September 16, 2013

Gannett Health Services Fundraises for $55-Million Renovation

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With the number of patients rising and space for services shrinking, Gannett Health Services is likely among the top fundraising priorities for Cornell, according to University administrators.

Gannett’s existing building opened in 1957, when health care services were very different from the “best practices” of today, Sharon Dittman, associate director for community relations at Gannett, said in an email. With its last renovation completed in 1979 — when there were 5,000 fewer students on campus — Gannett is in pressing need of an expansion, University officials said.

“In response to a growing student body and increasing public health responsibilities, the Gannett staff has grown so much that we have had to ‘bump out’ some people to other locations (i.e. physical therapy, student health insurance, billing) and ‘push in’ others to more crowded and less functional spaces,” Dittman said in the email.

The renovation and expansion — which Cornell hopes will be complete by 2017 — will cost $55 million overall, with most of the money coming from the University itself. For the rest of the funding, the University needs to “raise a minimum of $18.3 million through philanthropy … [although] we have a $25-million goal for fundraising,” said Susan Murphy ’73 Ph.D. ’94, vice president for Student and Academic Services.

The fundraising effort gained momentum in July through a $5-million donation from Cornell Board of Trustees Chair Robert S. Harrison ’76 and his wife, Jane Harrison, according to a University press release.

Gannett’s limited space has made it challenging to fulfill its mission of providing healthcare to the student body, according to Janet Corson-Rikert, associate vice president for campus health and executive director of Gannett.

“We’ve become very adept at making our patients comfortable and ensuring their privacy, but there is no question that student demand for health services has outgrown the capacity of our Gannett facility to provide the amount and the quality of space needed,” Corson-Rikert said in a University press release.

If the expansion does become a reality, Gannett may see more spacious waiting rooms, larger exam rooms to “increase comfort, safety and efficiency,” as well as an expanded pharmacy to allow more convenient access to medication, Dittman said.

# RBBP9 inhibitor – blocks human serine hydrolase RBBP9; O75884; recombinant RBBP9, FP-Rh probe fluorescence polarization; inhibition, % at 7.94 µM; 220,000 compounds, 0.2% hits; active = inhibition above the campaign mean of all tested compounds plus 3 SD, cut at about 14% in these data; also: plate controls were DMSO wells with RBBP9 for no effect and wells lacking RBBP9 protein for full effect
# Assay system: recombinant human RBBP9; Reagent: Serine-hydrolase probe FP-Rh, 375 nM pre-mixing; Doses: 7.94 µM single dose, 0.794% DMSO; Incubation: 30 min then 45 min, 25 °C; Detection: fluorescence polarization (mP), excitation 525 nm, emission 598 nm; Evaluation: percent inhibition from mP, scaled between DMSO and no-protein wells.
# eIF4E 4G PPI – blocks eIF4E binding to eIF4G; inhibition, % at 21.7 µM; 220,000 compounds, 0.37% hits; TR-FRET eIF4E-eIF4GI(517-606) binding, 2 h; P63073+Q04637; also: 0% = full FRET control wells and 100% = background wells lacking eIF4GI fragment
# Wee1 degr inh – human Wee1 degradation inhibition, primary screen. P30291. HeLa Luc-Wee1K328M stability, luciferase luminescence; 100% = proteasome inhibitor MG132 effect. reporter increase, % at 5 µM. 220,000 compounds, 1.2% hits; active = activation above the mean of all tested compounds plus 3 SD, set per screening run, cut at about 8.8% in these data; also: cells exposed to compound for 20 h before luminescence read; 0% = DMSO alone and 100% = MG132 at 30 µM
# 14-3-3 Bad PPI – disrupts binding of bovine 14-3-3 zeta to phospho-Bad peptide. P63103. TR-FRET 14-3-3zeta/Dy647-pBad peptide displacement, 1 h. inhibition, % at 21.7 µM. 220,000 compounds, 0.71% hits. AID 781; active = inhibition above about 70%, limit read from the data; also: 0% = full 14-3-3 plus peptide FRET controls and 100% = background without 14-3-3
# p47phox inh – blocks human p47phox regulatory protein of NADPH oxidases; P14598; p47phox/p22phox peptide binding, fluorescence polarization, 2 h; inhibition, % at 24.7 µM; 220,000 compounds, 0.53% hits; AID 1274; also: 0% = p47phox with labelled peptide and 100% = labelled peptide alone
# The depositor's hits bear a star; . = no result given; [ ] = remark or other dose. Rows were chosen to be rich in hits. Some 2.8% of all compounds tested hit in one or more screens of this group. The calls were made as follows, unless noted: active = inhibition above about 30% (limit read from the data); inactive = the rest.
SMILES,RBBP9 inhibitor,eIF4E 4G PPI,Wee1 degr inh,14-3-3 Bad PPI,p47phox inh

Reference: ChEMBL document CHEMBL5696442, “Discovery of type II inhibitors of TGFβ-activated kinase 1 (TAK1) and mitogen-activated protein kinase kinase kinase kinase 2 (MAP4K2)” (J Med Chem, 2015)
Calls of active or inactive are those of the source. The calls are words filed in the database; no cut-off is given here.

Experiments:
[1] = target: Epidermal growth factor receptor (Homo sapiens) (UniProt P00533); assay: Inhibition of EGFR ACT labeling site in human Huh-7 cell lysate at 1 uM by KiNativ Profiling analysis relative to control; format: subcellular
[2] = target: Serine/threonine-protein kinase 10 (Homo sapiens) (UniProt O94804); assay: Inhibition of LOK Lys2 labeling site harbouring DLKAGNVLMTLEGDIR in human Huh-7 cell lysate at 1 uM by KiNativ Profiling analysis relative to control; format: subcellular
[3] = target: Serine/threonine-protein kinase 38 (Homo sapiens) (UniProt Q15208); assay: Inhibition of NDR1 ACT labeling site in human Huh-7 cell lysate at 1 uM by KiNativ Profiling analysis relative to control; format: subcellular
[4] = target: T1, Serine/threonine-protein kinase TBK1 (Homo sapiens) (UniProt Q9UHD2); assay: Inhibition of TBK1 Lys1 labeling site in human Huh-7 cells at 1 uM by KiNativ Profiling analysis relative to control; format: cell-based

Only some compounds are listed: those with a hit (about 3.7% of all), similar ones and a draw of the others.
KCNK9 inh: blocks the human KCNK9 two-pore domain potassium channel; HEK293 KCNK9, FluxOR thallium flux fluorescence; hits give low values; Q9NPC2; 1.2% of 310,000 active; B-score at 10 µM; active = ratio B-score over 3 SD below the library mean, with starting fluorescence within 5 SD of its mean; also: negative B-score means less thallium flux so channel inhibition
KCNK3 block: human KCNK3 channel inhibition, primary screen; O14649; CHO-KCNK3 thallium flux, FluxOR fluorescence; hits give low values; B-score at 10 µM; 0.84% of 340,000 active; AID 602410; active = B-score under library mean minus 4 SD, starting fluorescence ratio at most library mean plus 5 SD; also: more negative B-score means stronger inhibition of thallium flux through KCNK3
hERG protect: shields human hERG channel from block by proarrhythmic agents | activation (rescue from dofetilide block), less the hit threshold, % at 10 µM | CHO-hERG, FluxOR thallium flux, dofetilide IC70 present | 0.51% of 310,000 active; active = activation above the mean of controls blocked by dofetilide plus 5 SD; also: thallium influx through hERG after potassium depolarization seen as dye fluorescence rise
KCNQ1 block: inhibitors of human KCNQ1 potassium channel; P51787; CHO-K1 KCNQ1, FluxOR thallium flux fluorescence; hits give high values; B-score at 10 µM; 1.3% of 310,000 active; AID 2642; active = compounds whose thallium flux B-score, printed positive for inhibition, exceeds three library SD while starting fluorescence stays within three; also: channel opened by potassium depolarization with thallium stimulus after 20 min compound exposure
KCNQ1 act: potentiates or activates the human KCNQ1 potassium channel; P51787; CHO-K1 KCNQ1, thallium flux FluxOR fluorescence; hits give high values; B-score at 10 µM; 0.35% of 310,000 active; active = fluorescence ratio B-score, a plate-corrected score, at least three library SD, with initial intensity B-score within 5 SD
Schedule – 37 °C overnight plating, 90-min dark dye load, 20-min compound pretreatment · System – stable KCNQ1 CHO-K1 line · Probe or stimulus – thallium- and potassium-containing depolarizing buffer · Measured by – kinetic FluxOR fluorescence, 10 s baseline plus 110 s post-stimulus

At this point, it is not clear at this point what changes, if any, will be made to the number of staff or the kinds of services and technology Gannett uses, Corson-Rikert said in an email.

Still, it is clear that the demand for renovations is pressing, University officials said.

Gannett logged more than 100,000 health care visits last year, while in 1980, it counted just 40,000, according to a University press release.

Additionally, visits to Gannett’s Counseling and Psychological Services have nearly tripled since 1996.

To encourage donors to make philanthropic gifts, both Harrison, and President David Skorton “are taking the lead with key conversations with potential donors,” Murphy said.

In order to make the expansion and renovation possible, the fundraising will have to be complete by December 2014 or January 2015, according to Murphy.

“All funds will have to be pledged and most in hand before we are authorized to begin construction,” Murphy said.

Although the project will help the University expand and renovate Gannett, Murphy said the actual design is still in the planning stages.

“The schematic design, we hope, will go for approval in October to the building and properties committee of the Board of Trustees,” Murphy said.

Murphy expressed confidence that the University will reach its fundraising goal for Gannett.

“I am very optimistic that we will reach what we need to raise,” she said.